Real Mitigation


I recently attended an latin-american expo-conference for the mining industry and its providers.  I was there because one of the company’s I am consulting with has been contracted by an important nickel and gold mining company to manage a few of its environmental restoration projects;  Most countries have laws that stipulate environmental mitigation for damage caused by mining operations.   The quality of compensation varies wildly of course and is too often conducted so as to reach the minimum requirement and with little long-term environmental or social fore-sight.

I took a taxi to the event and when I told the driver where I was going, he chuckled a bit and said verbatim “Oh you’re against the Indians”.  Wow, what a sad perception the mining (& hydroelectric) industry has set for itself.  Not that I was surprised, by simply perusing the web for mining news, there always seems to be an indigenous resistance going on, particularly in the Americas.  As someone with a lifelong affinity for the forest and the people that live in the forest, I am almost unequivocally opposed to mining operations that cross a certain threshold of environmental, and of course social, damage.  However, I understand the need.  I drive a car, I have a mobile phone, those minerals are useful and an essential part of my daily life.  Socially responsible mining, with universally accepted standards, must become the norm.  Since it is difficult to imagine an end to all mining activities I would like to see is a better mechanism for protecting mitigation forests.  Simply plantings a few trees is not enough, there must be a critical discussion made about the cause of deforestation and what we can do to create real, perpetual, environmental compensation.  The problem with reforestation is that if it is done in an area that was once deforested (which is normally the case), it tends to be threatened for the same reasons that it was originally deforested.

In the tropics, reforested areas need value to be conserved, whether through tourism, carbon sequestration, or for timber, (yes timber);  Planted conservation forests (with the exception of National Parks) need to managed and designed by both environmentalists and economists.  My theory is that it is possible to manage and protect a forest through either low-impact harvesting or by allocating a small percentage of that forest to intensive commercial reforestation and logging.  The revenue from either of these can be used to conserve and protect the greater forest, possibly through a foundation.  Ideally, the forest could be even expanded through the acquisition of adjoining lands.  Additionally a system like this could/would create a sustainable source of jobs and income for local communities.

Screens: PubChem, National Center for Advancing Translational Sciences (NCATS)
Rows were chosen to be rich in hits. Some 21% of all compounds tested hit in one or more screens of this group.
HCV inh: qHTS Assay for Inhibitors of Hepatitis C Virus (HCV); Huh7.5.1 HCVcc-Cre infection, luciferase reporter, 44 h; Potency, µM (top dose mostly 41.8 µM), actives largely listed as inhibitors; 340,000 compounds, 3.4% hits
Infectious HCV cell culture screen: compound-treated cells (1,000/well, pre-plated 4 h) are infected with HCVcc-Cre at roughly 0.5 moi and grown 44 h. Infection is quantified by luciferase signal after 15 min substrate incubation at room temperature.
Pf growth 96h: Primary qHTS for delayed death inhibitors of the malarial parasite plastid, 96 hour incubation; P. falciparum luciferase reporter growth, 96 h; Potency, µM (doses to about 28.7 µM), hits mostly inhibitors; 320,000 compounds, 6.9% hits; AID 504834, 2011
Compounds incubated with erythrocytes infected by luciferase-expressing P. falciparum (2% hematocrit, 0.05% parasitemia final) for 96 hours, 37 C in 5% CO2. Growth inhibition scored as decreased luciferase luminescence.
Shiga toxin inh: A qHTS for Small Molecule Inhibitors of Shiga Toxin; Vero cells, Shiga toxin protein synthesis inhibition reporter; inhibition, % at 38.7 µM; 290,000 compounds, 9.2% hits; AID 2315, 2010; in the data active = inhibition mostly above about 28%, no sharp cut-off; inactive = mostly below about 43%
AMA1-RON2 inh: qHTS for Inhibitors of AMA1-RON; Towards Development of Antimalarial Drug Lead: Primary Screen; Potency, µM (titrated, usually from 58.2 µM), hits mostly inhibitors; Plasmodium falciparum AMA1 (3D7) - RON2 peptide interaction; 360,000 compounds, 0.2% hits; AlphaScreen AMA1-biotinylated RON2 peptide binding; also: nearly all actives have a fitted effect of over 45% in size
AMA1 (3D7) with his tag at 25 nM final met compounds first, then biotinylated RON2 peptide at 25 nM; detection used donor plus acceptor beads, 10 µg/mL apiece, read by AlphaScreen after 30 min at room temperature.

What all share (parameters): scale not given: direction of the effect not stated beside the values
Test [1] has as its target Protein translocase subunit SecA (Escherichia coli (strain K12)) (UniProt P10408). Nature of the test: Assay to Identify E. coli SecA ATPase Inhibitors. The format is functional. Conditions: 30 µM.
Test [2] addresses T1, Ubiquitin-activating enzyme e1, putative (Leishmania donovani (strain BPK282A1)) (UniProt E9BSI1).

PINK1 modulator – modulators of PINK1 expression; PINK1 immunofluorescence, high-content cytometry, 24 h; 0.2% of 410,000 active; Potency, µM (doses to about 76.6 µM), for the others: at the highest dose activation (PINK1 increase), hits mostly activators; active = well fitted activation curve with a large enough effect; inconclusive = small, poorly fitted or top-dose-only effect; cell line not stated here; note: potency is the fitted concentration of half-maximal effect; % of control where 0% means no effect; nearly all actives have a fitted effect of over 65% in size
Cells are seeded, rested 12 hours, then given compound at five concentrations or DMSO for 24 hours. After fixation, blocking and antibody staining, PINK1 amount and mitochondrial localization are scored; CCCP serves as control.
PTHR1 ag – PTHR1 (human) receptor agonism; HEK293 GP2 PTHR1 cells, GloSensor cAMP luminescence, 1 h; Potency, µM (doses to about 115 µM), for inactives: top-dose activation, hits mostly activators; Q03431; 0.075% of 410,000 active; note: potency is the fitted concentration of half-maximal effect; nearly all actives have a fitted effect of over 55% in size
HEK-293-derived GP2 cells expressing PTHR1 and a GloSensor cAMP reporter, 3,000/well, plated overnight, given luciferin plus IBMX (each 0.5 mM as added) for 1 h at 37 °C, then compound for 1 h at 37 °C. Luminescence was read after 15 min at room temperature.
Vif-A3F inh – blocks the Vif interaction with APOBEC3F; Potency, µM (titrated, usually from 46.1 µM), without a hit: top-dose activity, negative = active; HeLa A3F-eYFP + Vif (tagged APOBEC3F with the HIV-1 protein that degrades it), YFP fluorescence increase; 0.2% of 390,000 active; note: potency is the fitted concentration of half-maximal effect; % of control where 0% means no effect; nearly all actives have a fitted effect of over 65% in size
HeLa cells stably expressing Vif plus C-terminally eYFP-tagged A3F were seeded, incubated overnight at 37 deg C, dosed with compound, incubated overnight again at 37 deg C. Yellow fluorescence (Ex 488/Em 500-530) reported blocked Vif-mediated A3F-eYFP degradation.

If the mining industry and other environmental offenders can create real mitigation programs that are perpetual and realistic perhaps they can reduce some of the stigma that they have been given.

Indigenous land rights protester

Open pit mining is cheap, productive, and highly damaging to the environment

Embera protesters in Panama


California REDD


On January 1st my homestate of California launched its long-awaited cap-and-trade program, establishing a limit on greenhouse-gas emissions.  These limits are slowly reduced over time, meaning that at some point the emissions should reach levels from two decades ago.  Its an exciting and important moment for carbon programs, like REDD+, not only because of the California factor (The US’s most populous state and the ninth biggest economy in the world) but because other states may follow suit, assuming of course that things pan out correctly.  “California is a big economy, and it is very diverse, like the U.S. as a whole,” says Mary Nichols, chairman of the California Air Resources Board (CARB), which is overseeing the cap-and-trade system. “If it can work in California, it can work in the U.S.”

Assuming other jurisdictions will participate in offset generation, we could see an impact on conservation efforts and reforestation in Latin America.  There’s quite a bit of work ahead, with many actors, but so far there seems to be pointed-effort.  A recent article published in ‘Ecosystem Marketplace‘, discusses the California REDD program which seeks to bring international REDD+ credits to the state’s program:

Link to article